A metastatic Marjolin’s ulcer in a burn injury

Samia Mrabat1, Abdelhafid El Marfi2, Sara Elloudi1, Zakia Douhi1, Hanane Baybay1, Fatima Zahra Mernissi1, Abdelmajid El Mrini2

1Department of Dermatology, University Hospital Hassan II, Fes, Morocco; 2Department of Traumatology, University Hospital Hassan II, Fes, Morocco

Corresponding author: Dr. Samia Mrabat, E-mail: samiamrabat91@gmail.com

Submission: 18.12.2019; Acceptance: 19.02.2020

DOI: 10.7241/ourd.2020e.23

Cite this article: Mrabat S, El Marfi A, Elloudi S, Douhi Z, Baybay H, Mernissi FZ, El Mrini A. A metastatic Marjolin’s ulcer in a burn injury. Our Dermatol Online. 2020;11(e):e23.1-e23.2.

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© Our Dermatology Online 2020. No commercial re-use. See rights and permissions. Published by Our Dermatology Online.

Marjolin’s ulcer is a tumour that most commonly arises from areas of chronic inflammation or injury and develop over many years [1]. The most common type of tumor in a Marjolin’s ulcer is squamous cell carcinoma. However, other histological types have been described by Pavlovic et al such as as basal cell carcinoma and melanoma [2]. Marjolin’s ulcers is more aggressive than primary cutaneous cancer with higher rates of local recurrence and metastasis [3]. We report the case of an agressive Marjolin’s ulcer following a chronic burn injury.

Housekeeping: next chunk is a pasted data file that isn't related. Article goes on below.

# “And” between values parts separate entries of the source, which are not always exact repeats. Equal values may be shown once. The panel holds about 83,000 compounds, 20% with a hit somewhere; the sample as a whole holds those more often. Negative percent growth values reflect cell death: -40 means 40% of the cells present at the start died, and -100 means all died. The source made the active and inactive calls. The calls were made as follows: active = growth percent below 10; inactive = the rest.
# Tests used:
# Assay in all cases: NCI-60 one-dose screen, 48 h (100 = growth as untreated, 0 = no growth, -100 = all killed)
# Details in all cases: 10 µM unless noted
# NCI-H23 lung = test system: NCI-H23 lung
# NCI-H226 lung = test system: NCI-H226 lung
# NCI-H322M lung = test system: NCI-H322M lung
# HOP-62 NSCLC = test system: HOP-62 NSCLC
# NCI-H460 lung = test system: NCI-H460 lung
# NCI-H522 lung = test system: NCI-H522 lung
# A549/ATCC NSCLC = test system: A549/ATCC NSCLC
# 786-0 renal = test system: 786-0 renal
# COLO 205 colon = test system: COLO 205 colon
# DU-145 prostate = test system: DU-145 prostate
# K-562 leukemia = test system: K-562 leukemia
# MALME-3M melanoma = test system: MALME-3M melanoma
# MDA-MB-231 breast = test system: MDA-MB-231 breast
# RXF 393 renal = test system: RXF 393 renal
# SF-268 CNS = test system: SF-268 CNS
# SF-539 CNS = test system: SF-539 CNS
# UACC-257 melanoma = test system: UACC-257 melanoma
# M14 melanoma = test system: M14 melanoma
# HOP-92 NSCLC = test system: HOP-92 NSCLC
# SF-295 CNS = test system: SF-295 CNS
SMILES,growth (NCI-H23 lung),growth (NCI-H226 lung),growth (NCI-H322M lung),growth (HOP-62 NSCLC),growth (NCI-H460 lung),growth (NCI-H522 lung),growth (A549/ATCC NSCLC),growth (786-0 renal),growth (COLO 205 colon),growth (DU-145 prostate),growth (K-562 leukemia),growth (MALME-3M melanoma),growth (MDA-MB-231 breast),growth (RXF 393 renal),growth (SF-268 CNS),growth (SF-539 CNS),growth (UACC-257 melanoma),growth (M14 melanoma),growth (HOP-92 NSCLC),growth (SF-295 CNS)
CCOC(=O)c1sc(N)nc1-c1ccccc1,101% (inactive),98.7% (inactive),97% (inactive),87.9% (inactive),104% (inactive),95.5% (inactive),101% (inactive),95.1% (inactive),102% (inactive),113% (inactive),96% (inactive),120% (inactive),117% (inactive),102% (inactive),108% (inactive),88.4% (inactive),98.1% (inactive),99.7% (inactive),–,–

A 38 years-old man, with a history of a burn injury 15 years ago, consulted for an ulcer in his thigh that has been growing for the last 15 years. Clinical examination found a well defined ulcerated tumor taking the entire anterior side of the left thigh (Fig. 1). Palpation of the groin revealed fixed ipsilateral inguinal lymphadenopathy. Skin biopsy showed moderately differentiated mature and invasive epidermoid carcinoma (Fig. 2). The computed tomography showed inguinal lymphadenopathies of tumoral appearance, as well as an invasion of the femoral bone. Given the aggressiveness of the tumor wich was invading the bone, the decision of the multidisciplinary consultation meeting was to perform an amputation. The patient refused to undergo the surgery and is now lost to follow-up.

Figure 1: An ulcerated tumor of the left thigh arising in the site of a burn.                 
Figure 2: Carcinomatous tumoral proliferation, arranged in cords and sheets.


The examination of the patient was conducted according to the Declaration of Helsinki principles.

The authors certify that they have obtained all appropriate patient consent forms. In the form the patient(s) has/have given his/her/their consent for his/her/their images and other clinical information to be reported in the journal. The patients understand that their names and initials will not be published and due efforts will be made to conceal their identity, but anonymity cannot be guaranteed.


1. Choa R, Rayatt S, Mahtani K. Marjolin’s ulcer. BMJ. 2015;351:h3997.

2. Pavlovic S, Wiley E, Guzman G, Morris D, Braniecki M. Marjolin ulcer:an overlooked entity. Int Wound J. 2011;8:419–24.

3. Rowe DE, Carroll RJ, Day CL Jr. Prognostic factors for local recurrence, metastasis, and survival rates in squamous cell carcinoma of the skin, ear, and lip. Implications for treatment modality selection. J Am Acad Dermatol. 1992;26:976-90.


Source of Support: Nil.

Conflict of Interest: None declared.

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